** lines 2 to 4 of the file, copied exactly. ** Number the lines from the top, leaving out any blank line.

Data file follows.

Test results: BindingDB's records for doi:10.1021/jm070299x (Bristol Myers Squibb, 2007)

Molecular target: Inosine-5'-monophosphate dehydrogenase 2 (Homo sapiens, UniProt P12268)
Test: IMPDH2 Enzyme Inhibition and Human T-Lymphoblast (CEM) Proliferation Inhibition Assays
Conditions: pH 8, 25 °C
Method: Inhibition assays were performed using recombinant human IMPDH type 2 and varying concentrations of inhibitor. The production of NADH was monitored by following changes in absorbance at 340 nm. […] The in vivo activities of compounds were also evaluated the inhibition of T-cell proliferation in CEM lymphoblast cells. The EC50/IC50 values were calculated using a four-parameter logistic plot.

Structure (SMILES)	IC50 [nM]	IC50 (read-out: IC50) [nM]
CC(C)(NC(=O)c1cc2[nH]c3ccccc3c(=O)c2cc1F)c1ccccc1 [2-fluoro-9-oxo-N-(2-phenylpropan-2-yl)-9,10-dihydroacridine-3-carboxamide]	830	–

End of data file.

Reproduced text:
Molecular target: Inosine-5'-monophosphate dehydrogenase 2 (Homo sapiens, UniProt P12268)
Test: IMPDH2 Enzyme Inhibition and Human T-Lymphoblast (CEM) Proliferation Inhibition Assays
Conditions: pH 8, 25 °C